3

So the most common copper twisted pair cable is 4-pair cable. Four pairs are used for 1 Gbps connection speed, while 100 Mbps connection uses only two pairs of four. So you can use single cable for either single 1Gbps or two different 100 Mbps connections. But it is decision you should make when you building your network for first time, since it will take some considerable time to rewire sockets on both ends if needed.

Which makes me ask: there must be some bright fellas who noticed possible benefits of being able to plug extra jack when needed (while sacrificing speed, of course)?

So is there RJ-45 socket, which you can switch between Single and Dual simply by replacing its front or pressing button?

4

A device like this does not exist.

The moment you split the pairs in rewiring the connections at both ends, it can no longer be considered CAT5/CAT5e/CAT6 installation because using the green and brown pairs on pins that are spec'd for the blue and orange pairs creates confusion.

You also mentioned that there would be considerable cost rewiring and that is correct.

So, the question to ask when thinking about splitting out pairs is....

What would be the benefit gained by splitting out pairs to create two separate connections that another switch at the end point or VLANS would not solve?

The answer is there is nothing to be gained by splitting the pairs to create two separate connections because the cost of a small 5 port switch is $30-40 USD which is less than half the cost of the hourly labor to rewire the connection.

Additionally, most Ethernet adapters found on client devices (USB adapters, motherboards, laptops, VoIP phones) and low end "business class" switches will support VLAN tagging so there is no technical benefit to splitting out the pairs.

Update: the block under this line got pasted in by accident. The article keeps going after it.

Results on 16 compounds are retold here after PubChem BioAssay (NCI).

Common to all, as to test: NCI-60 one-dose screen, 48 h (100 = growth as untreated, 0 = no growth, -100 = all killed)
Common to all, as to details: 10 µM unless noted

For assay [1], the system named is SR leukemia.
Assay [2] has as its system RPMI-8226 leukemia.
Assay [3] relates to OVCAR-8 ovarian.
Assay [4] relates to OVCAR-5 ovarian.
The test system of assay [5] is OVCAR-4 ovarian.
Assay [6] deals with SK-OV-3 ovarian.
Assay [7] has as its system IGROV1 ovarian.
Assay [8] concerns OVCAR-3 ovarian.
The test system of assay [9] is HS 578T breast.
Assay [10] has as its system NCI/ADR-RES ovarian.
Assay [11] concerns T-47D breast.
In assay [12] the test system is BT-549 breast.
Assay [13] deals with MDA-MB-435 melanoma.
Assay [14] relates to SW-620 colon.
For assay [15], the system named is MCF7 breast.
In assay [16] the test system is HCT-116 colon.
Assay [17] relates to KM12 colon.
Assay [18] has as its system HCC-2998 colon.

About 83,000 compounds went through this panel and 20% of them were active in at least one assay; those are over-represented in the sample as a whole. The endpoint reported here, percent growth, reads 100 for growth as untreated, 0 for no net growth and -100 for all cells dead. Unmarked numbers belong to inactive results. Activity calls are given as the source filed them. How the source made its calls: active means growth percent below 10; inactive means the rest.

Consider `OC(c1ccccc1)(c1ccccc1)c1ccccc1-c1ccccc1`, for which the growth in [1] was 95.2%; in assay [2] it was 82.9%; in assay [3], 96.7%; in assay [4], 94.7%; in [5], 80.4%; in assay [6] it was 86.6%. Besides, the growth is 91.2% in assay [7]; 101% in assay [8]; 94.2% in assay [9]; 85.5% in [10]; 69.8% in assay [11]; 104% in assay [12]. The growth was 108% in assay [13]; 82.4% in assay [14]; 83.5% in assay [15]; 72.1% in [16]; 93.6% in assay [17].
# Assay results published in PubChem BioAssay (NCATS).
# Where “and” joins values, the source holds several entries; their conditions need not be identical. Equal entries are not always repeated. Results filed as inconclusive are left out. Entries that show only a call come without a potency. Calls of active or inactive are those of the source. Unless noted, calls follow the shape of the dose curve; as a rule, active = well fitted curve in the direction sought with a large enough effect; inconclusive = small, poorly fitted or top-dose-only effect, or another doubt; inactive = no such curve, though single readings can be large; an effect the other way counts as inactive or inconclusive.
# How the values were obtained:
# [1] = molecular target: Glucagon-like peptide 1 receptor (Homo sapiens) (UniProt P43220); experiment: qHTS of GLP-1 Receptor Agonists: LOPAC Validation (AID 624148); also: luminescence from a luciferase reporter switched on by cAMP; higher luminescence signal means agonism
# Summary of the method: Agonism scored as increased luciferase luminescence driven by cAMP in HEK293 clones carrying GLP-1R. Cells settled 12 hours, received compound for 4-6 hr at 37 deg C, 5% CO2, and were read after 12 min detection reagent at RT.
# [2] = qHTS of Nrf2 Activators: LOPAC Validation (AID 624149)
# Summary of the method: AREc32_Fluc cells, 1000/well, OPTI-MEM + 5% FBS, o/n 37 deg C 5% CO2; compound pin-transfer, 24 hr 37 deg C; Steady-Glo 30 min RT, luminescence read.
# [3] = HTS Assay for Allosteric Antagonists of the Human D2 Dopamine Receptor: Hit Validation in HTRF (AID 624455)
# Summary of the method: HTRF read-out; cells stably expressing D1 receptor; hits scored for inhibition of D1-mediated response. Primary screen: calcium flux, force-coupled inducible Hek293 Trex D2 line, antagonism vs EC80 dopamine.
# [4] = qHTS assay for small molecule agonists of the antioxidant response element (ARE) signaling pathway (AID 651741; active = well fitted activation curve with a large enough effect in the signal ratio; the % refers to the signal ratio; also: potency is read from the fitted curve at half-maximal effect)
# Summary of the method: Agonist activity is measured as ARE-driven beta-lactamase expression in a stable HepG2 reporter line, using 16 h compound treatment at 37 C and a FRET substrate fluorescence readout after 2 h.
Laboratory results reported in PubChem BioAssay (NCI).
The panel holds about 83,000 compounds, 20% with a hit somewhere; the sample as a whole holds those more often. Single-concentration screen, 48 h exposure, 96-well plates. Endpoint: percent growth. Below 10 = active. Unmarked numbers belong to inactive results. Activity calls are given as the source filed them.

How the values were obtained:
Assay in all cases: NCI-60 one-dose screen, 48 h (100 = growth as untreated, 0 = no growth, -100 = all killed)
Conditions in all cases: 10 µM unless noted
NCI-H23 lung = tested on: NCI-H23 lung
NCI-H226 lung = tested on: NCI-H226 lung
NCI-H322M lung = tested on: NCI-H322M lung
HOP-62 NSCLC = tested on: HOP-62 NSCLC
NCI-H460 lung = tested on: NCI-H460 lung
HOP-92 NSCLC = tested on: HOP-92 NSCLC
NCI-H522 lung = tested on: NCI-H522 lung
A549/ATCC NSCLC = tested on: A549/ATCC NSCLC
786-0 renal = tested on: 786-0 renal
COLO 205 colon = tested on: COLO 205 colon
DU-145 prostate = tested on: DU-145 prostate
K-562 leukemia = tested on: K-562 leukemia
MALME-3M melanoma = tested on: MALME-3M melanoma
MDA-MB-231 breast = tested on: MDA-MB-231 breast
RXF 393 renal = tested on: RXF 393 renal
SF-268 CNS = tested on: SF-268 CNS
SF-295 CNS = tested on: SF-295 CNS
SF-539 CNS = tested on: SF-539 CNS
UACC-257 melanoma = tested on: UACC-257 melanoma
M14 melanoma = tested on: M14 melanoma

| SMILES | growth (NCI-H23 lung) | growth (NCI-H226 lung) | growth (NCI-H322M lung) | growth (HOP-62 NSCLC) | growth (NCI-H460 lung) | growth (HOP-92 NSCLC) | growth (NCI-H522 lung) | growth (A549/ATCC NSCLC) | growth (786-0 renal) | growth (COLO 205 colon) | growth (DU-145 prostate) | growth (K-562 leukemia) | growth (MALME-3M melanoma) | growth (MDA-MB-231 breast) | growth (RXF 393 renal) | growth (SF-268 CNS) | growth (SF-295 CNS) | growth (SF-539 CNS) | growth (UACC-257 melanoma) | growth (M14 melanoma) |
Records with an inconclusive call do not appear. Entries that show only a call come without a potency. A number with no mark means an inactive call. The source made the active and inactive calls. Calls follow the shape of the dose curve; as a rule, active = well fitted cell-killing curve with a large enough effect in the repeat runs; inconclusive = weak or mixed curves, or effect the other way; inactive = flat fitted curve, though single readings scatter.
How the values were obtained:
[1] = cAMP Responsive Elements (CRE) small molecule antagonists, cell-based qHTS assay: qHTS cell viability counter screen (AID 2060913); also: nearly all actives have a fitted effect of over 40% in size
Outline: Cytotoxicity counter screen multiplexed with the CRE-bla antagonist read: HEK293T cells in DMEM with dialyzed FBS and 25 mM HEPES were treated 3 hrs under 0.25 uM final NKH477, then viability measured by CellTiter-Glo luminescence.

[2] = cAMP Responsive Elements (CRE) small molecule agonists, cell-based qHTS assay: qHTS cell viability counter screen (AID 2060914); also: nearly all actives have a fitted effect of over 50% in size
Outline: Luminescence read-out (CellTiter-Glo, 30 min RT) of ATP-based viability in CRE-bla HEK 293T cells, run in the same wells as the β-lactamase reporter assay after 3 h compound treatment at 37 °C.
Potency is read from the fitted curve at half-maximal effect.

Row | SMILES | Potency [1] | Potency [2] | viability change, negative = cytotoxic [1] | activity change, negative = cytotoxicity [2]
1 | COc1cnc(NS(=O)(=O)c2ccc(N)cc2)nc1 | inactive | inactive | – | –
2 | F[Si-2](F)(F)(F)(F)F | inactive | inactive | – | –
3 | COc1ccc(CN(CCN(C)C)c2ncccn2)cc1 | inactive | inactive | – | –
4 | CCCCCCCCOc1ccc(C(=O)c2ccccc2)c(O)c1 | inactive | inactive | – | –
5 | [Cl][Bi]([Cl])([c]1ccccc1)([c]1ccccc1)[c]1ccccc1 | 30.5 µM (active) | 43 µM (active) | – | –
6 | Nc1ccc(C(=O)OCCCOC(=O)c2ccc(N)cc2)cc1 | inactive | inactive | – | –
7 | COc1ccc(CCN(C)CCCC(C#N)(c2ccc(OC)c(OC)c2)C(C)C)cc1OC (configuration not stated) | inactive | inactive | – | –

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  • Well, in my experience there are a lot of users who like to shuffle around their tables, workstations, printers and stuff.. So often it leads to situations where I have to connect printer (for example) through PC because users didn't care that there is no darn extra socket in their brilliant feng shui scheme and they are too lazy to walk toward printer if its too far away. And switch.. well. Simple as it sounds, it takes 1/2 or full year before it will be bought by company. So I thought it might be good idea to get extra socket when needed without rewiring by fastswitching panels or like that. – user2838376 Apr 12 '16 at 9:55
  • I've been in your shoes. What I have done in the past is create a service ticket specific to that situation (with blessing of mgmt.) that had lowest priority. If they moved, we gave them l-o-n-g patch cables to connect (around whole office sometimes) and gave them status through the help desk system. Other tickets came in but got bumped before them. Up to 6 months "red tape" delay. It forced them to include IT and stop random office redecorations. – Digital Boffin Apr 12 '16 at 11:46

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